I did find this tidbit very interesting, though: among the prospective students who reported that these laws are important to their decision, 74% of REPUBLICANS favored states with fewer abortion restrictions. That’s an incredibly large number of Republicans who clearly disagree with their party’s focus on controlling women’s bodies.
These abortion restrictions are so wildly unpopular, and they are having such a clear and obvious negative impact on the people who live in these red states, that I can absolutely see future research showing that the institutions in those states losing students. I mean hell, we’re already seeing Florida’s conservative policies lead to a record shortage of teachers this school year. The president of the Florida Education Association says it’s due to both bad pay AND bad laws:
“Teachers are saying, look, I don’t even know if I can talk about a shooting that happened in Jacksonville and how it was race related or the fact that we have people who are neo-Nazis in Orlando. We don’t know if we can talk about those things without running afoul of the law and yet those are important issues that students see on the news or see on social media and really want to discuss,” Spar said.”
The problem is even worse for cis women and other people with working uteruses. College is when many people become regularly sexually active for the first time, and that inevitably leads to broken condoms, forgotten birth control, drunken mistakes, and unfortunately sexual assault. In a state that has outlawed abortion, those things can easily snowball to a bigger problem: find a way to get to another state or figure out how to get through the next nine months of your body not being yours. Richer, more privileged women may be able to handle it. Marginalized people will not, and the majority of them will end up dropping out or pursuing unsafe abortions that endanger their health.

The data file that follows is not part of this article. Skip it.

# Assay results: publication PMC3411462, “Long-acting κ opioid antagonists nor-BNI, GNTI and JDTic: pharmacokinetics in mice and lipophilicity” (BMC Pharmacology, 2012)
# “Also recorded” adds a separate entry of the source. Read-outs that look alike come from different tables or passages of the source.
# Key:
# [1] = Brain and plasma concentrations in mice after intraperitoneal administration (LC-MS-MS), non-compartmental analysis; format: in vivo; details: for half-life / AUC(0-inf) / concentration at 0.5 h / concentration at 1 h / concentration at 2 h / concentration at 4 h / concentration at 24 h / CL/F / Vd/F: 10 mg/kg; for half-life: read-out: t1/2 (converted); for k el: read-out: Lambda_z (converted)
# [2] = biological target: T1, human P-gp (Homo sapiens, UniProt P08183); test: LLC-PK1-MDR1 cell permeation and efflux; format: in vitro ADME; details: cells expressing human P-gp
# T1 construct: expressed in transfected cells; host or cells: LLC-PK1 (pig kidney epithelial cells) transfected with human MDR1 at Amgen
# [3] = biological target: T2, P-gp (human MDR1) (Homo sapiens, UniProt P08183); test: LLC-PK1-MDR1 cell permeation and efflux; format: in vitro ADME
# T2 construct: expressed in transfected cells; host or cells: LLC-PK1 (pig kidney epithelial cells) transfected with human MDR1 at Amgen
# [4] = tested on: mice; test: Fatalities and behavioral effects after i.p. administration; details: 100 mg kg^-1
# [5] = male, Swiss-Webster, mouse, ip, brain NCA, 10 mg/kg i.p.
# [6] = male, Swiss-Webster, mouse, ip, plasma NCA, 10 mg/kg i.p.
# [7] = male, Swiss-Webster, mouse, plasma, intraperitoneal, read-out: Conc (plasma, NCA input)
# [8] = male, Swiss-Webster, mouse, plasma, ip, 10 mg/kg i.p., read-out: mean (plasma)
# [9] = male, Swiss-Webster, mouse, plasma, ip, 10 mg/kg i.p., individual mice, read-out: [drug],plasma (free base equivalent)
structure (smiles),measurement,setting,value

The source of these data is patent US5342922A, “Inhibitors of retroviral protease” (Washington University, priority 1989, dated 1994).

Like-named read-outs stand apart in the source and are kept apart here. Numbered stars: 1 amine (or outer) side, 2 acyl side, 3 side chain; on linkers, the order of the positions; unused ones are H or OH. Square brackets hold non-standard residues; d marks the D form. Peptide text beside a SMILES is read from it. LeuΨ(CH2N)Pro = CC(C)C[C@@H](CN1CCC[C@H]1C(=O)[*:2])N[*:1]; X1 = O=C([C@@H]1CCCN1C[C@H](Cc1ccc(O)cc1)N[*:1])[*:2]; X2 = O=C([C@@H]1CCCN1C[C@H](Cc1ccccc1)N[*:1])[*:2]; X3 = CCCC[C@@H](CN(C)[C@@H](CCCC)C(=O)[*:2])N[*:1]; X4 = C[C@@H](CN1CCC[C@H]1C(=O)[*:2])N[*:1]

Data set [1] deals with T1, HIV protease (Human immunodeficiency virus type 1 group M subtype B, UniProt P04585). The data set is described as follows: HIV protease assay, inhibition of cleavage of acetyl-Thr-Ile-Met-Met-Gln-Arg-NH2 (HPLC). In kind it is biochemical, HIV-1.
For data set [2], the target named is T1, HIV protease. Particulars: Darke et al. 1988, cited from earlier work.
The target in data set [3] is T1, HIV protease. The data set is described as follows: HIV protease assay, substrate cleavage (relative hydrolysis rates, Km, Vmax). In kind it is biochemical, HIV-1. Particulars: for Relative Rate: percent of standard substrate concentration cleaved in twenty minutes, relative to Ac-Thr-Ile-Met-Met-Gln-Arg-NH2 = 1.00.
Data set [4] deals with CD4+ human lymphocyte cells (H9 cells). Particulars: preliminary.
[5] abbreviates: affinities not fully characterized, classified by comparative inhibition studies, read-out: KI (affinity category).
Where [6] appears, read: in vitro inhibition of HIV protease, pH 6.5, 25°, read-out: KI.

Even if a student can avoid that problem, many people choose a university in a place they see themselves living longer term. What happens when you graduate, stick around, and actually want to start a family? Mothers in states with abortion bans are THREE TIMES more likely to die than mothers in other states, and their infants are 30% more likely to die. And again, the people who suffer the most are marginalized: “Native American women’s maternal mortality rates were 4.5 times higher than those of white women and Black women’s rates were 2.6 times the rate of white women.”
That’s why, even though I know there’s a very good chance women will choose to not apply to colleges in states with abortion restrictions, and I HOPE they don’t end up in those states, for their own sakes, for the sake of society as a whole I hope it’s NOT true. Because this absolutely will snowball: poor, marginalized people won’t have a choice of where to go to college, so many of them will stay in those red states, get pregnant, and die or drop out or both. Wealthier women will go elsewhere to get a good college education, where they will likely come out more liberal than they went in, and they will likely then start their careers in the more liberal states. That will leave those marginalized people to fend for themselves politically, as states like Texas and Mississippi just turn redder and redder.
What’s the solution? Well, reestablishing legal abortion at the federal level would be a good start. And a great follow-up might be supporting the efforts of organizations like Plan C and Just the Pill, which endeavor to bring bodily autonomy to people regardless of what state they happen to live in.
Another good solution is to vote! I know, I know, but it CAN help: if you’re watching this the day it comes out, there is currently an election happening in many places in the United States! If you live in Ohio, Kentucky, Mississippi, Virginia, or Pennsylvania, for instance, you can help protect abortion rights in your state. So do that, please and thank you!